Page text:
The ‘emotional’ vs the ‘rational’ investor – how to take money from the right people for your business

When looking for funding for your business the investment market can look complicated and unclear.

The ‘emotional’ vs the ‘rational’ investor – how to take money from the right people for your business

When looking for funding for your business the investment market can look complicated and unclear. Before you start negotiating you need to work out what type of investor you ideally want and more importantly what type of investor you will be dealing with. 

On a simplistic level the market falls into two sectors: the emotional and the rational. As you progress there is a crossover and understanding that point is important in both the way you deal with those investors, what they expect from you and how they will treat you.  

The ‘emotionals’

The emotionals are easy to understand but the hardest to classify. In a nutshell it’s almost always an individual investor. They come in a variety of forms: seed investors, angel investors and high net worth’s being the most regular descriptors. It’s their own personal money and that’s what makes it an emotional decision. 

One of the things that unites these groups is tax benefits. There are several very well thought through government funded tax schemes, such as Seed Enterprise Investment Scheme (SEIS) and Enterprise Investment Scheme (EIS). These allow investors to reclaim some of their investment in tax relief and, if it all goes wrong, they can then claim some or all of the losses against other gains and income.   

If you find the right ones, they will be your most loyal supporters, your best ‘foul weather’ friends and will invest again, sometimes when others shy away.

The ‘rationals’

The rational investors are broadly the institutions. These are usually the Venture Capital investors and the Private Equity investors. 

They are rational because they must make rational investment decisions. Their success is measured by the returns they deliver to the investors in their funds. The rational investors have systems and processes that they adhere to when making their investments.

Broadly, Venture Capital is interested if you are successful in generating revenue at a level sub £10m but are not yet profitable. They would look to be making 5-10 x their money in 5-7 years. They will take more risk than Private Equity, hence the word venture.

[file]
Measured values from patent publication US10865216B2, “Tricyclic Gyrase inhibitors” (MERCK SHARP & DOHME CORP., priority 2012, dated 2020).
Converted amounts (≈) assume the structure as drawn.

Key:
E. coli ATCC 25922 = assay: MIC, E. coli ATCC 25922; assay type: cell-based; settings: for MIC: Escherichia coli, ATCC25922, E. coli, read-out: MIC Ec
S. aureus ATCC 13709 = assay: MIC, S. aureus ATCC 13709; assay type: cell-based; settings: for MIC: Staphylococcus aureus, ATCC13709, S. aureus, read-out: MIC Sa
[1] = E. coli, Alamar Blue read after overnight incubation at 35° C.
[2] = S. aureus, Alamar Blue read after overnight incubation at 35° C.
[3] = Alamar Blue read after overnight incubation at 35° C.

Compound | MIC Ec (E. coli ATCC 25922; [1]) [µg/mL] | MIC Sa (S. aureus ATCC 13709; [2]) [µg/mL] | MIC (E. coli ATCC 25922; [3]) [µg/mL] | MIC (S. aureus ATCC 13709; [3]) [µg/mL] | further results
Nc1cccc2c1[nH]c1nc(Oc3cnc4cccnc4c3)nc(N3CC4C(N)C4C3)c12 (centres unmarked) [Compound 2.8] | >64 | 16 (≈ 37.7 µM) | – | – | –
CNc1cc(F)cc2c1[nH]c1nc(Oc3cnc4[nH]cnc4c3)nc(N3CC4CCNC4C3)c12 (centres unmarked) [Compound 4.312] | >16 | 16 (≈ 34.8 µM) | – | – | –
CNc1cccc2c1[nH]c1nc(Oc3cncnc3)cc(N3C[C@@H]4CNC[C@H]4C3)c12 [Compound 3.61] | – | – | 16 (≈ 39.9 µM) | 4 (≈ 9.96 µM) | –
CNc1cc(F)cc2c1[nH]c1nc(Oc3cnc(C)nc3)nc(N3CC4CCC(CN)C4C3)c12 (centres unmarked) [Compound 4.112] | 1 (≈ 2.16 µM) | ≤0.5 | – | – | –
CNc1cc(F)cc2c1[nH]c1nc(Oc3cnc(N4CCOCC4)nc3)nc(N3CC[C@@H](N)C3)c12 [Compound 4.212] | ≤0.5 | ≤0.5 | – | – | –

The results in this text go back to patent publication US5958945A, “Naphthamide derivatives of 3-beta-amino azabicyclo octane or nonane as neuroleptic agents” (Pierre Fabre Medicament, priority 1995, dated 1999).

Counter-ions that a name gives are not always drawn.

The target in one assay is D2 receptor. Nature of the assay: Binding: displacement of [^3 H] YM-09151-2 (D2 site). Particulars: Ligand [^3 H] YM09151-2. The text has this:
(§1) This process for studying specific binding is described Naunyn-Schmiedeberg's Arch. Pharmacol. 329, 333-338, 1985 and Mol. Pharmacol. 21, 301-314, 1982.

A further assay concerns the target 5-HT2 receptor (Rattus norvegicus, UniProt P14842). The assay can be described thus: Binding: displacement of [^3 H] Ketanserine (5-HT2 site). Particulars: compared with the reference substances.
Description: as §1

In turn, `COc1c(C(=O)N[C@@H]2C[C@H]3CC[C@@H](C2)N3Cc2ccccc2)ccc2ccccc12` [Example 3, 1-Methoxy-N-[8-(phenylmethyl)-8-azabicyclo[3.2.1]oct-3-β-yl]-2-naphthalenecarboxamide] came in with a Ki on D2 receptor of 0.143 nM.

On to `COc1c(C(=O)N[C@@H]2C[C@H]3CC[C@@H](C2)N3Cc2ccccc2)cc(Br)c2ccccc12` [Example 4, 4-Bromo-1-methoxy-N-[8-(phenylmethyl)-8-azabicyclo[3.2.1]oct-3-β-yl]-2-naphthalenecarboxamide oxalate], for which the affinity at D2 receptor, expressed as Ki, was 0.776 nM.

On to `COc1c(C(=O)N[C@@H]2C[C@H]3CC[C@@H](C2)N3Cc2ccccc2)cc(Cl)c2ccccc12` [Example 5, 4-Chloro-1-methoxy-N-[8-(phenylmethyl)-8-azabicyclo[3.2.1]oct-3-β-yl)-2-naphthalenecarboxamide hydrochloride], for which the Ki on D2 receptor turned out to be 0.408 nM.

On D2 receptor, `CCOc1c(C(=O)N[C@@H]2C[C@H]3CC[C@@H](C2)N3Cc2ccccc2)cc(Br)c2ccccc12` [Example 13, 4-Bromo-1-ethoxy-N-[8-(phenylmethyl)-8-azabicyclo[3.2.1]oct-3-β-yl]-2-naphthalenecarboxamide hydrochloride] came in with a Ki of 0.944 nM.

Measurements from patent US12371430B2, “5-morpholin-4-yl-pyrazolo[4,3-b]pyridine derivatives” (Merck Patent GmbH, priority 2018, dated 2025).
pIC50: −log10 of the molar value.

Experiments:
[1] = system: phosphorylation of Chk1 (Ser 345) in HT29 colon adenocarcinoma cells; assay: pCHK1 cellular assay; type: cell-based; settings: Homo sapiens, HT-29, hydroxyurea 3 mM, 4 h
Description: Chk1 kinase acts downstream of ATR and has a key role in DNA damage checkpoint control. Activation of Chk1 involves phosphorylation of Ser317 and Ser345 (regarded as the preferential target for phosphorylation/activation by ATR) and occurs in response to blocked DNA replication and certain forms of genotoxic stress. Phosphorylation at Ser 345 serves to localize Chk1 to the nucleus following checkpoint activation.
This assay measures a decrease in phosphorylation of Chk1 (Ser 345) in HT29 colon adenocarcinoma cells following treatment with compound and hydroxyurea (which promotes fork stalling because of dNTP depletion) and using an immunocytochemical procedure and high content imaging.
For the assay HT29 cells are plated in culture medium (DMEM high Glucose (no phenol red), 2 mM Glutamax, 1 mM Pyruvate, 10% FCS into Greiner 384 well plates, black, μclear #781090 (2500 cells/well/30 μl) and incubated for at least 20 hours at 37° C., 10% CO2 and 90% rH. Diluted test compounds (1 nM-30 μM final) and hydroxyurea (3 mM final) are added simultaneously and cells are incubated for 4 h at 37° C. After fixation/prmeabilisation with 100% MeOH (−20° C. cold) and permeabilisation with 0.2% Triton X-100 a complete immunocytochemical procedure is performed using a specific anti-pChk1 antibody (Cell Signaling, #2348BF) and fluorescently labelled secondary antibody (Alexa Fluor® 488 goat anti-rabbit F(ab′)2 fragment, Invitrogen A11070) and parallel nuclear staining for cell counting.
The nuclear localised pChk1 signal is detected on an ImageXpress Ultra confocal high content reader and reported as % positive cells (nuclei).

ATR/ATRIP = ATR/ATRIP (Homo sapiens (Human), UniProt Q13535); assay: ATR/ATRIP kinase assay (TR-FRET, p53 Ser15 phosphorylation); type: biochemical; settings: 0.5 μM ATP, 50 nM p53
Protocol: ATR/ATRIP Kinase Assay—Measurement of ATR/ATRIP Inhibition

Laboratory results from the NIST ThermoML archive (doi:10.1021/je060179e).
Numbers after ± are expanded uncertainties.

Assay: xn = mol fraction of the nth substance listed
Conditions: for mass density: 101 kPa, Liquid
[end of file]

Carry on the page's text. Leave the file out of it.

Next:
Private Equity is interested when you are making over £1m of EBITDA (profit) and look to be getting 3x their money in 3-5 years.

What are the key differences between the emotional and the rational investors?

The emotional investors tend to invest at the early stage, rational investors when the business is more established.

Rational investors usually provide the larger investments.

Rational investors have a much more rigorous investment process, and it always takes longer.

Emotional investors tend to get less involved in the business unless they are a chosen adviser. They will almost always demand less information.

Emotional investors are much more likely to accept light touch legal documents.

Rational investors will have a much more clearly defined investment period and expectations around their return on investment. This is entirely driven by the rules of their funds.

Emotional investors often lead with their hearts and rational investors with their heads. Founders often struggle when moving from taking money from an emotional investor to taking money from a rational one.

Remember that rational investors must invest to use all of the money in their funds in a specific time frame, emotional investors don’t have to spend at all. This means that the emotional investors are much more likely to pull out late in the process and rational investors less so.

Emotional investors will want your company to maintain it’s tax benefit status, rational investors less so unless they are a specific tax break fund.

The one thing that unites all investors is that they all only care about one thing, and that is their money and how much money they might make. 

Raising money is never easy. Understanding who you are looking to raise money from is an important starting point in the process. Once you have worked out where the money needs to come from then you can start to decide who is the best option in that sector.

David Pattison
David Pattison

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